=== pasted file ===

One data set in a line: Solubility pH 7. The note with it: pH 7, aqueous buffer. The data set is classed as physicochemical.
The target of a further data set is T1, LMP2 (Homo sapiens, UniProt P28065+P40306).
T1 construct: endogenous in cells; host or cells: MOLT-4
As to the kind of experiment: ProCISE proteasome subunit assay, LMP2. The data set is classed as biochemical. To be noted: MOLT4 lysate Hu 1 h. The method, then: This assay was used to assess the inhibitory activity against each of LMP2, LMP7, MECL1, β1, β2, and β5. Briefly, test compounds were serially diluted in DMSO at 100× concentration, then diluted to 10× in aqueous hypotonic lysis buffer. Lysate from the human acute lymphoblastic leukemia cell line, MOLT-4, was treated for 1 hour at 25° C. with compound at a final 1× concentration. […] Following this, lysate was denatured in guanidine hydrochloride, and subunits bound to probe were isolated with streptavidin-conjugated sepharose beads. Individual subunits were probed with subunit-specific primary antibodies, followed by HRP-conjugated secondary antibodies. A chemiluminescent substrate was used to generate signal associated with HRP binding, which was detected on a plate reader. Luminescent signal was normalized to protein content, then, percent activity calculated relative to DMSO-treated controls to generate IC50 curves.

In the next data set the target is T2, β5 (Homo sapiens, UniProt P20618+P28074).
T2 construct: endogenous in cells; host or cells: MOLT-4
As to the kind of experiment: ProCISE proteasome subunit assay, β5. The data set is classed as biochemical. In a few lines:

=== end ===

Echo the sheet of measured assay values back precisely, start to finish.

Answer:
One data set in a line: Solubility pH 7. The note with it: pH 7, aqueous buffer. The data set is classed as physicochemical.
The target of a further data set is T1, LMP2 (Homo sapiens, UniProt P28065+P40306).
T1 construct: endogenous in cells; host or cells: MOLT-4
As to the kind of experiment: ProCISE proteasome subunit assay, LMP2. The data set is classed as biochemical. To be noted: MOLT4 lysate Hu 1 h. The method, then: This assay was used to assess the inhibitory activity against each of LMP2, LMP7, MECL1, β1, β2, and β5. Briefly, test compounds were serially diluted in DMSO at 100× concentration, then diluted to 10× in aqueous hypotonic lysis buffer. Lysate from the human acute lymphoblastic leukemia cell line, MOLT-4, was treated for 1 hour at 25° C. with compound at a final 1× concentration. […] Following this, lysate was denatured in guanidine hydrochloride, and subunits bound to probe were isolated with streptavidin-conjugated sepharose beads. Individual subunits were probed with subunit-specific primary antibodies, followed by HRP-conjugated secondary antibodies. A chemiluminescent substrate was used to generate signal associated with HRP binding, which was detected on a plate reader. Luminescent signal was normalized to protein content, then, percent activity calculated relative to DMSO-treated controls to generate IC50 curves.

In the next data set the target is T2, β5 (Homo sapiens, UniProt P20618+P28074).
T2 construct: endogenous in cells; host or cells: MOLT-4
As to the kind of experiment: ProCISE proteasome subunit assay, β5. The data set is classed as biochemical. In a few lines: